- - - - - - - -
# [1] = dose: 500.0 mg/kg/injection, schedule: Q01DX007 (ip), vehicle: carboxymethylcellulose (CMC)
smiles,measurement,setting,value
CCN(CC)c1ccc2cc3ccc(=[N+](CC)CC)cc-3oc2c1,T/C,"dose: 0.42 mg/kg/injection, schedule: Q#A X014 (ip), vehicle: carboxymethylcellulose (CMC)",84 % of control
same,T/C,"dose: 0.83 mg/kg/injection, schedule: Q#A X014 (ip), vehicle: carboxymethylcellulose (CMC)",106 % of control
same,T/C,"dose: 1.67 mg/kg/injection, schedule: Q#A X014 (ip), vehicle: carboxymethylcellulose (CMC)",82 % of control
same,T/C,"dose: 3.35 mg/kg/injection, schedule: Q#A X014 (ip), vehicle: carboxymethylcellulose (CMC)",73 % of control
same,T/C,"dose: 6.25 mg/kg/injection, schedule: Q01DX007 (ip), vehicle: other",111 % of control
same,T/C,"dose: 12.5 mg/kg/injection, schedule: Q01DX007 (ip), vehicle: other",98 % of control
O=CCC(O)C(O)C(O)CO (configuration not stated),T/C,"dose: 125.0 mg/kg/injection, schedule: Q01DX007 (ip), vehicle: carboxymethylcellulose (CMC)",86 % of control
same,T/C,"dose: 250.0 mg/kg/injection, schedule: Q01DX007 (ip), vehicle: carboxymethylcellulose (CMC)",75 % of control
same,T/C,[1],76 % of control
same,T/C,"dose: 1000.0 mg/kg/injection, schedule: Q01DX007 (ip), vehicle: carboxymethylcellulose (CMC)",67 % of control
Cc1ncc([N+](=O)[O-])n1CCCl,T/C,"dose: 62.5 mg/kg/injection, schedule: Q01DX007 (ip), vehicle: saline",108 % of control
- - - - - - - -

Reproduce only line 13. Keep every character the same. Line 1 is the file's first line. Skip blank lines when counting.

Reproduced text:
Cc1ncc([N+](=O)[O-])n1CCCl,T/C,"dose: 62.5 mg/kg/injection, schedule: Q01DX007 (ip), vehicle: saline",108 % of control